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The role of aquatic macrophytes in the carbon dynamics of Amazon floodplains

John Michael Melack, Univ. of California, Santa Barbara, melack@lifesci.ucsb.edu (Presenting)
Thiago Sanna Freire Silva, Univ. of Victoria, thiago@uvic.ca
Diana Engle, Univ. of California, Santa Barbara, drdianaengle@yahoo.com
Maycira Costa, Univ. of Victoria, maycira@office.geog.uvic.ca

The high productivity and rapid turnover of biomass by floating aquatic macrophytes indicates that these plants are likely to be an important source of organic carbon fueling the production of carbon dioxide and methane that evades from floodplains and rivers of the Amazon basin. Remote sensing with radar and optical sensors combined with field measurements permit regional estimates of the role of floating aquatic macrophytes in the carbon dynamics of Amazon floodplains. Floating aquatic macrophytes cover approximately 1,400,000 ha at high water in the floodplain of the mainstem Solimoes/Amazon in Brazil. Monthly radar data from the Santarem area indicate considerable seasonal variability in area and biomass. Three years of data from L. Calado, a floodplain lake west of Manaus, did not show a consistent seasonal pattern in biomass, but the mixed Paspalum - Echinochlora stands had high net productivity productivity (0.6 Mg dry weight per ha per day) and monthly biomass turnover of about 50%. If these rates are extrapolated to the central Amazon floodplain, macrophyte-derived organic carbon can account for the majority of the annual flux of carbon dioxide to the atmosphere.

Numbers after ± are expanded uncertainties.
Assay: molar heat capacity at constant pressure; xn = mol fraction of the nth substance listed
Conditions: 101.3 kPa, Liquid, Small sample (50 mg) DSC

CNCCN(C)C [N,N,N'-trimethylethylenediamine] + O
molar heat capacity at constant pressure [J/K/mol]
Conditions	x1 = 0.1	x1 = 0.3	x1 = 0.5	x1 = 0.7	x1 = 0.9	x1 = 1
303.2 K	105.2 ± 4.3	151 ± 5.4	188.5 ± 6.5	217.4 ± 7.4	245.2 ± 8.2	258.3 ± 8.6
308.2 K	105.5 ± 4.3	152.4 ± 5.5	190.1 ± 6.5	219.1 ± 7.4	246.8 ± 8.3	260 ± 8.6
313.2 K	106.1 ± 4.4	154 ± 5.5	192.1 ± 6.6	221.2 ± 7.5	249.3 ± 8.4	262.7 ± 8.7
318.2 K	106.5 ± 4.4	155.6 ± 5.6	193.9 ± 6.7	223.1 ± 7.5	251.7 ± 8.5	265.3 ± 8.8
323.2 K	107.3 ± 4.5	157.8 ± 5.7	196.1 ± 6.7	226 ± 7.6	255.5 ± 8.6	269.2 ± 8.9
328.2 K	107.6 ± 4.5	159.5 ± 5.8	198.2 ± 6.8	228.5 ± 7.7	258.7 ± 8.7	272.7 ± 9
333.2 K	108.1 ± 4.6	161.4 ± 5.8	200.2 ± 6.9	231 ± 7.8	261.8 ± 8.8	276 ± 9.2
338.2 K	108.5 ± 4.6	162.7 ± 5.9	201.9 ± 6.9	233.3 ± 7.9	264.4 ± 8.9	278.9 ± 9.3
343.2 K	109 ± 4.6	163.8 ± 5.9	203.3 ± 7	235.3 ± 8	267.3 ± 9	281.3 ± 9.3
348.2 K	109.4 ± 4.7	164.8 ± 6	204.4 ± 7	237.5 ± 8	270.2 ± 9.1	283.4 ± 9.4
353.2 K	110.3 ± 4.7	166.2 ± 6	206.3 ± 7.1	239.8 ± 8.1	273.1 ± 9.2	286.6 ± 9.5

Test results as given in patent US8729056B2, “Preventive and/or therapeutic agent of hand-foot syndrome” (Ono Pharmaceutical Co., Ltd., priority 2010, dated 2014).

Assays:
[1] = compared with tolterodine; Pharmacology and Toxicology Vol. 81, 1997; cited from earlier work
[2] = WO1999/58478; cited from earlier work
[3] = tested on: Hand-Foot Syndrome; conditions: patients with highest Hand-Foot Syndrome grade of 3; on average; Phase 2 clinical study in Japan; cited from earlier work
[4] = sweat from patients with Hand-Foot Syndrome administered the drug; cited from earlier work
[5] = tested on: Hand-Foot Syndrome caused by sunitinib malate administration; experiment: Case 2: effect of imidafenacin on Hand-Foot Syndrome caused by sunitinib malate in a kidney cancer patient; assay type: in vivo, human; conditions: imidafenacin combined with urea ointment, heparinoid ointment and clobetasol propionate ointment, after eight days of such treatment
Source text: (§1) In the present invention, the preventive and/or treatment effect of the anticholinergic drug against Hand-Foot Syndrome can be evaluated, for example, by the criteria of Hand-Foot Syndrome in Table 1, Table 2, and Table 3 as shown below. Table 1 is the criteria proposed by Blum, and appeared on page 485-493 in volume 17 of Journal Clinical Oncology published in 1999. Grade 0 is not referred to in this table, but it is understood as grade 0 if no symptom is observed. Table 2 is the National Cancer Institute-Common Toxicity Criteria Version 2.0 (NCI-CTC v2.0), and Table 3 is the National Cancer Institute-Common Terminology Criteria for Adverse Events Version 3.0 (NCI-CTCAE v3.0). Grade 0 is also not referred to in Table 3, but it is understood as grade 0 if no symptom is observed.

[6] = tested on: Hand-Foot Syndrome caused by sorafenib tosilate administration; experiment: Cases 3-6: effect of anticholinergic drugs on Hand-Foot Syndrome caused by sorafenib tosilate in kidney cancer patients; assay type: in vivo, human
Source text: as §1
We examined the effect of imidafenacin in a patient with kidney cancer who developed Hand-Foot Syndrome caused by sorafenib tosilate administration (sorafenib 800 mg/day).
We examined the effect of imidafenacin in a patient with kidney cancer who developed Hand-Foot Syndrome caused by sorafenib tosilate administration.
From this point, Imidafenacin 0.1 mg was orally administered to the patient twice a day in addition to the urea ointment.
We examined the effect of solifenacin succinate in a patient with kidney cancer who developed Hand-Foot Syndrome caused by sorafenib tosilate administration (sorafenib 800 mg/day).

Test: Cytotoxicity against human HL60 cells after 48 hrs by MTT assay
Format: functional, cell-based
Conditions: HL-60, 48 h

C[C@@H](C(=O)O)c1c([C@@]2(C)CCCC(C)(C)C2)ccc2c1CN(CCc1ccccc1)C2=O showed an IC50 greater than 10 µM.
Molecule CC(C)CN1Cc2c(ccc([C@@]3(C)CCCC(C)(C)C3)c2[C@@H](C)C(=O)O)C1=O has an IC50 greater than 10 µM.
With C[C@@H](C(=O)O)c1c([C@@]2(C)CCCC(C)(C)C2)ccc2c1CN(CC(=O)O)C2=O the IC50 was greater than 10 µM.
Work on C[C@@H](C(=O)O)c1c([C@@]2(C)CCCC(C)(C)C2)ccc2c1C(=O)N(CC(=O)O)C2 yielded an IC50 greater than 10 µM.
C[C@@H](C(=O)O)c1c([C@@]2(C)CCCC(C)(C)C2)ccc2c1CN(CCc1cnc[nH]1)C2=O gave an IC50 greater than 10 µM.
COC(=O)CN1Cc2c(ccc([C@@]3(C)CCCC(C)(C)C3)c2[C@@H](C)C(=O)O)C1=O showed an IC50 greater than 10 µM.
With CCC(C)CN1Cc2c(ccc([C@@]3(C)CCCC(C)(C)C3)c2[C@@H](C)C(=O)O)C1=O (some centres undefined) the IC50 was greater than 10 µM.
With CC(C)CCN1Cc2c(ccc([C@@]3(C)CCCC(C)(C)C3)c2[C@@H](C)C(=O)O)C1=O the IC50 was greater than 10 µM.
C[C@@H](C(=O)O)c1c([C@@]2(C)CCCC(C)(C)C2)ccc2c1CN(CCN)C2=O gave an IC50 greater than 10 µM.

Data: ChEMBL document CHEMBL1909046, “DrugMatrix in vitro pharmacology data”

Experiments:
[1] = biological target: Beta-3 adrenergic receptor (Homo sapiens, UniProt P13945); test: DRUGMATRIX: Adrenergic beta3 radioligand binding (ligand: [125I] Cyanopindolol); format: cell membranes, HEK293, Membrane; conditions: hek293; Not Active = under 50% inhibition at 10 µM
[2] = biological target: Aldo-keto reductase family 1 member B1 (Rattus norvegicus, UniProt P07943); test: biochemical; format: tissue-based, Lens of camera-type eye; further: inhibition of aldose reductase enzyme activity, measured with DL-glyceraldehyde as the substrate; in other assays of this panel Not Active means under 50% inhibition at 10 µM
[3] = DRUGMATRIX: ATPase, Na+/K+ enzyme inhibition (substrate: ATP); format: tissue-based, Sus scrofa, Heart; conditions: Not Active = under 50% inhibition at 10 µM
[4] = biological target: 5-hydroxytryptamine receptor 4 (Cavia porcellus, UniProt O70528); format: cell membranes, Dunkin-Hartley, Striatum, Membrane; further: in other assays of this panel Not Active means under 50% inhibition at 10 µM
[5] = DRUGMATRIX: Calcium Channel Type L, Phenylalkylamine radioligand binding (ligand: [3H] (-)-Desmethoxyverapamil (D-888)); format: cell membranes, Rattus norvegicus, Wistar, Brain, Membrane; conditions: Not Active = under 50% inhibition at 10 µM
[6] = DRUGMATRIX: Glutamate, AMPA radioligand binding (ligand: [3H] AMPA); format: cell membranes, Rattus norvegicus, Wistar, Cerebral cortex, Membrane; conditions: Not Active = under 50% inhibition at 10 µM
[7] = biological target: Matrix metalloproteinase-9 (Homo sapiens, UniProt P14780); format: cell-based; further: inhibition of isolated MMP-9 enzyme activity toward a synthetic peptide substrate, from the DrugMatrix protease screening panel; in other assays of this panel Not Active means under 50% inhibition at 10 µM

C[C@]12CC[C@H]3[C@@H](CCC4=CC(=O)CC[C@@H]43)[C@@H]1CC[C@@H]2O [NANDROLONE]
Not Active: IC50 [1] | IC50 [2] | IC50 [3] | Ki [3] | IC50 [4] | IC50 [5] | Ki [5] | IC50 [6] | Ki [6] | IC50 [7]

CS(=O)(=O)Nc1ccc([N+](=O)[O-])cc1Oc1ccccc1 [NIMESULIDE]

Science Theme:  CD (Carbon Dynamics)

Session:  3A: Carbon, Rivers, and Wetlands

Presentation Type:  Oral

Abstract ID: 94

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